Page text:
The following op-ed was co-authored by Dick Munson, director of Midwest clean energy for the Environmental Defense Fund.
Ohio’s utility regulators may have been appointed by a conservative governor, who embraces free markets and competition, but that hasn’t stopped them from considering giant subsidies to electricity companies.
Regulators are supposed to be independent. They shouldn’t rubber-stamp sweetheart deals for the businesses they oversee. Why, then, is the Public Utilities Commission of Ohio even debating a $12 billion gift to FirstEnergy? That’s what is currently on the table in the Buckeye State, where FirstEnergy has various multibillion dollar requests in front of the PUCO that could leave everyday Ohioans paying more than $300 more each year for their electricity.
There certainly is no rationale for a bailout. The company made bad business decisions, such as investing in coal-fired power plants when the price of natural gas was falling. Rather than rely on subsidies that reward its bad management, FirstEnergy should focus on market developments and properly managing its assets.
In July 1999, the state approved legislation calling for competition among electricity generators, which has led to lower rates and increased reliability. FirstEnergy originally supported that deregulation policy because its executives believed it could compete successfully against other suppliers and profit. Yet several FirstEnergy power plants are now uneconomic – largely because competitors are burning low-cost natural gas – so the utility giant wants to abandon deregulation, obtain subsidies, and return to the guaranteed profits from being a monopoly.
Other than FirstEnergy and a select few entities with similar interests, there’s no support for the subsidy: Local manufacturers fear it will lead to higher costs, causing investment and jobs to leave the state; Ohio Consumers’ Counsel calculates residential customers will face significantly higher bills; free-market conservatives oppose government bailouts; and environmentalists feel subsidies will allow dirty and uneconomic power plants to continue spewing pollution.
Market experts have also weighed-in, noting the deal is bad for Ohioans and would harm the electricity market. Economists, in particular, appreciate the power of markets and the dangers of subsidies. A new report from PJM Interconnection, the regional grid operator, explains that bailouts for older plants, like those FirstEnergy is seeking, destroy competition and prevent customers from getting the lowest prices and the cleanest energy.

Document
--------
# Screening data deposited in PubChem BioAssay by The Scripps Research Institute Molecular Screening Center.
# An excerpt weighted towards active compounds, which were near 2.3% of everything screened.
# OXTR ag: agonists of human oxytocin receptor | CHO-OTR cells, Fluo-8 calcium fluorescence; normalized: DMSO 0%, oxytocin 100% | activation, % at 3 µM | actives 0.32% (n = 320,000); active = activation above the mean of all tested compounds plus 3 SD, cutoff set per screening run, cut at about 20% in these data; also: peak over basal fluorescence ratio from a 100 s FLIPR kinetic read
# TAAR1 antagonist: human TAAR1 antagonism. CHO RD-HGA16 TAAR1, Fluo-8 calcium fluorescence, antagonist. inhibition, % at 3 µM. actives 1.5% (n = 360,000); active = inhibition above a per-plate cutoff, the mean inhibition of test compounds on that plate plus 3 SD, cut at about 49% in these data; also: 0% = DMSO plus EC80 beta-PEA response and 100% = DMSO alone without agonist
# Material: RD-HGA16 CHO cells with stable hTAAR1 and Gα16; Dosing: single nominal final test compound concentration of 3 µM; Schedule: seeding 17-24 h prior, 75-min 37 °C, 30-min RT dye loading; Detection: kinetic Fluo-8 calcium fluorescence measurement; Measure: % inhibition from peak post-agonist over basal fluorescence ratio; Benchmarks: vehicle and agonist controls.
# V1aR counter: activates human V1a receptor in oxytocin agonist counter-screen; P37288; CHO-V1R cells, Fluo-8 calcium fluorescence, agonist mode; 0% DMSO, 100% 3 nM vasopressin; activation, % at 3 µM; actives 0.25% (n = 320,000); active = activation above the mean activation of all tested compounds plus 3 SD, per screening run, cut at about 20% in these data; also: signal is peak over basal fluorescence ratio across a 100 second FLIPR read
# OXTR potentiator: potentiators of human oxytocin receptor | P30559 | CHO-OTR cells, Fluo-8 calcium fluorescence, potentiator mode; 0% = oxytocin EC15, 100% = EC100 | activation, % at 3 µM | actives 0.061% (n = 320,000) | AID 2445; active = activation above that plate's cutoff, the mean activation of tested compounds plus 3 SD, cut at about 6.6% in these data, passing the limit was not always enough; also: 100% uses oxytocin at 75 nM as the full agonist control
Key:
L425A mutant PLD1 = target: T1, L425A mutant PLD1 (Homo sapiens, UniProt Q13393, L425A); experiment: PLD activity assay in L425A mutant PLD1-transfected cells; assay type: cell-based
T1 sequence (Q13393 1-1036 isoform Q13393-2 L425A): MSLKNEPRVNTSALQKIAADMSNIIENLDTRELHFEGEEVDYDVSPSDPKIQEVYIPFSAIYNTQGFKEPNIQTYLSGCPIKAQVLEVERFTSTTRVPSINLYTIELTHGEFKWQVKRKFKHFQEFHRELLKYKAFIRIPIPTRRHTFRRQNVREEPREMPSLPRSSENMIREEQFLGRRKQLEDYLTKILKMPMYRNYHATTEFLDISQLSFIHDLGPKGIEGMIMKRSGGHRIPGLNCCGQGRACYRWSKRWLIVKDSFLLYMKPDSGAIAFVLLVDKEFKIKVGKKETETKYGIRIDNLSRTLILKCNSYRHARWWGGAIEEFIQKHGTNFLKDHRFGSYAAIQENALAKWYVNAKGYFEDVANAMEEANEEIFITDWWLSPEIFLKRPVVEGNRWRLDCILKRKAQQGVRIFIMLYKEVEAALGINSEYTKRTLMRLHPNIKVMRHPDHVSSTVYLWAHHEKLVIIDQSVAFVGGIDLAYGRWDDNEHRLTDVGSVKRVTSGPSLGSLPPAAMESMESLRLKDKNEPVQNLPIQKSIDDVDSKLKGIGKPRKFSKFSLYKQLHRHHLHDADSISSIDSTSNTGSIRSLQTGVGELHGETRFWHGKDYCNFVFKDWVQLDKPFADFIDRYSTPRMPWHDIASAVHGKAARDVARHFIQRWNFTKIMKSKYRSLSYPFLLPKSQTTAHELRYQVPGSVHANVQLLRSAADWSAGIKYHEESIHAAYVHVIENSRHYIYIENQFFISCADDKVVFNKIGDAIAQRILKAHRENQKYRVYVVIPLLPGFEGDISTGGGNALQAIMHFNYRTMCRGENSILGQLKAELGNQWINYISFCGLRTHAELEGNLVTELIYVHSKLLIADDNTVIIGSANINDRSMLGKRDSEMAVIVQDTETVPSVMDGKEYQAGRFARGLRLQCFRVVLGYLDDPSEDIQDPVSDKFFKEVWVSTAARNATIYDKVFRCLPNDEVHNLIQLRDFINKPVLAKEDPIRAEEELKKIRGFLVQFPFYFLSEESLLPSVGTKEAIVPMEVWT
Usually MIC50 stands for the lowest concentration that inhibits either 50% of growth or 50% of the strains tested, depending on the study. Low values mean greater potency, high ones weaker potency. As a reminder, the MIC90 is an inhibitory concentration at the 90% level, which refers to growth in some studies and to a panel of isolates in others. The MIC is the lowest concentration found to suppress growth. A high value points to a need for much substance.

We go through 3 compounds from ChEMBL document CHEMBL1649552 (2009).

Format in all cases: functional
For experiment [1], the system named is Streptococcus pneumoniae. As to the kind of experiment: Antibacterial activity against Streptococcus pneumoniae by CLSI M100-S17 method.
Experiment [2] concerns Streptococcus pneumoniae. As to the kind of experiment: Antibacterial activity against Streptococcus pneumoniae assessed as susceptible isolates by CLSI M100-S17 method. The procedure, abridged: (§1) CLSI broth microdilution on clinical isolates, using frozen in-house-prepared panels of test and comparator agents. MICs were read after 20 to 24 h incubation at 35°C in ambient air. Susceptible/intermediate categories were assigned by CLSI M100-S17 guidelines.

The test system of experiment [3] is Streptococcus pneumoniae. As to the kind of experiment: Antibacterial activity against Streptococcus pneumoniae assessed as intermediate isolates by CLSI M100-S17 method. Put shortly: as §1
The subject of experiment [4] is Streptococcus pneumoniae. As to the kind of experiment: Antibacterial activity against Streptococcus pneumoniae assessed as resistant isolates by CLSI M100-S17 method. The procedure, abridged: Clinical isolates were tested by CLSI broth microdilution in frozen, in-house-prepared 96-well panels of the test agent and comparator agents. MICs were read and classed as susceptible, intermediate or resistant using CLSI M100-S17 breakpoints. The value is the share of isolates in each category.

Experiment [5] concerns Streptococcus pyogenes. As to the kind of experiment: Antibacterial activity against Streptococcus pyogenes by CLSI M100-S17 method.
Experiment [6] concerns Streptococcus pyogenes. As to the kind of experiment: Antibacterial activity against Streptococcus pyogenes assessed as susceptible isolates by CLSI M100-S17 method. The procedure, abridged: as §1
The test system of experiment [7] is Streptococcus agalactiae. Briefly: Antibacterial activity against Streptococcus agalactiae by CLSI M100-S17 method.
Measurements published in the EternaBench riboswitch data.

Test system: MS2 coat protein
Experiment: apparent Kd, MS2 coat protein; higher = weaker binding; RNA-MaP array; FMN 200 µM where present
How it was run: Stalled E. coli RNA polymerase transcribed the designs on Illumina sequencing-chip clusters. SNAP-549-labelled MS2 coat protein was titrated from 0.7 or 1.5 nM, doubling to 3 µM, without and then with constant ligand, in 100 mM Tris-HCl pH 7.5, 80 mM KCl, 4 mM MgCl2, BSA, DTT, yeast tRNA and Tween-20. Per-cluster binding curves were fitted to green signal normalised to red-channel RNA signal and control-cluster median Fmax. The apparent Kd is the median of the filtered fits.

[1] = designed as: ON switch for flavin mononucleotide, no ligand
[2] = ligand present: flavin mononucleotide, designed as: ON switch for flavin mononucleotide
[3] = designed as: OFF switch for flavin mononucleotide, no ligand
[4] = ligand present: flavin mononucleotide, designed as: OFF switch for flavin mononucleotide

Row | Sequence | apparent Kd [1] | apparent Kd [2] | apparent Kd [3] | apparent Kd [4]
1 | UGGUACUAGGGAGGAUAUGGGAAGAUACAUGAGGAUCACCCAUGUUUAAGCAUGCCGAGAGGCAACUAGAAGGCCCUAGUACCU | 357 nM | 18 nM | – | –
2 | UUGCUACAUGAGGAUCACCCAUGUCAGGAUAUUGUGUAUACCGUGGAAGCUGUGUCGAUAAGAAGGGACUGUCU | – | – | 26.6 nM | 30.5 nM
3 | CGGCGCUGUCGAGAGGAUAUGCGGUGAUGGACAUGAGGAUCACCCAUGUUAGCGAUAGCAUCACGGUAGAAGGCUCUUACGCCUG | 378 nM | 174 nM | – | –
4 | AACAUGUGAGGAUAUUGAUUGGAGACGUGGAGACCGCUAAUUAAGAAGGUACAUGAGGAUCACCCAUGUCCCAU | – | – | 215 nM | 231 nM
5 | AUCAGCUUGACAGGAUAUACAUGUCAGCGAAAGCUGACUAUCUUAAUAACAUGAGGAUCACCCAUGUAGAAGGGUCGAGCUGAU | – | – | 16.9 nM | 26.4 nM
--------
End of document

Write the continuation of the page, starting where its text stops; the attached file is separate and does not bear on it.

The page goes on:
PUCO staffers suggest the bailout would provide benefits to Ohio. They argue, for instance, the subsidies would be used to modernize the grid, yet the company has not submitted, nor has the PUCO approved, a grid-modernization plan.
FirstEnergy’s subsidy request has a long and sordid history. The utility originally wanted $4 billion to keep several of its outdated, uncompetitive power plants operating. Despite opposition from the state’s manufacturers and consumers, the PUCO approved that largess, only to have the Federal Energy Regulatory Commission overturn the subsidy because it illegally disrupted competitive electricity markets. The utility then asked for the same $4 billion, but without the promise to keep those power plants operating. It then decided to ask for another $4 billion just to pay down its debts. Amazingly enough, FirstEnergy then requested another $4 billion to keep its headquarters in Ohio, even though it had previously signed a long-term lease to do just that.
The Ohio outcome will have national implications. One federal regulator suggested the Buckeye State is ground zero for electricity market debates. He declared the “out of market constructs” being advanced by FirstEnergy would distort price signals and lead to “a really, really unsustainable future.”
Moreover, during this election season, pundits say Americans are frustrated with a political system they see as controlled by those who abuse their positions of power. Forcing people to pay billions of dollars to prop up a massive company fits neatly into that unfortunate picture.
The PUCO has the chance to show its independence and protect average consumers, rather than subsidize a politically powerful electricity company. Ohio commissioners can demonstrate their conservative principles by advancing competition over bailouts, and markets over cronyism. Frustrated Ohioans will be watching.
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